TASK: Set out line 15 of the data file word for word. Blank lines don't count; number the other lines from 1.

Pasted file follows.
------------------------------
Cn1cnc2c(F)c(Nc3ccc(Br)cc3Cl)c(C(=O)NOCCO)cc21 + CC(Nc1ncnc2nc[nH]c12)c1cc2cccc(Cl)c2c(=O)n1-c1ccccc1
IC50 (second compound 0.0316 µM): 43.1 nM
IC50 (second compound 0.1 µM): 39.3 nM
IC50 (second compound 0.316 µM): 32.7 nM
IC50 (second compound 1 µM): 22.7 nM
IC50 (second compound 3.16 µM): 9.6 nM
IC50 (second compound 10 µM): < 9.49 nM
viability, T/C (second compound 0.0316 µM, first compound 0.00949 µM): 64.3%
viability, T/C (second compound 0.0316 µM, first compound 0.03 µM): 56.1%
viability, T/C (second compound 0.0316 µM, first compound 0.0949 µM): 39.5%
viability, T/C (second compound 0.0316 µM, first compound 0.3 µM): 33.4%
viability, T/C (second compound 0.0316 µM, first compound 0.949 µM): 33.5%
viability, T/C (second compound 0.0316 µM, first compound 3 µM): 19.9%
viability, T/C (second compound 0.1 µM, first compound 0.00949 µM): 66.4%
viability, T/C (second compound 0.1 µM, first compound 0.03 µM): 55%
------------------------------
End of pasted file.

viability, T/C (second compound 0.1 µM, first compound 0.03 µM): 55%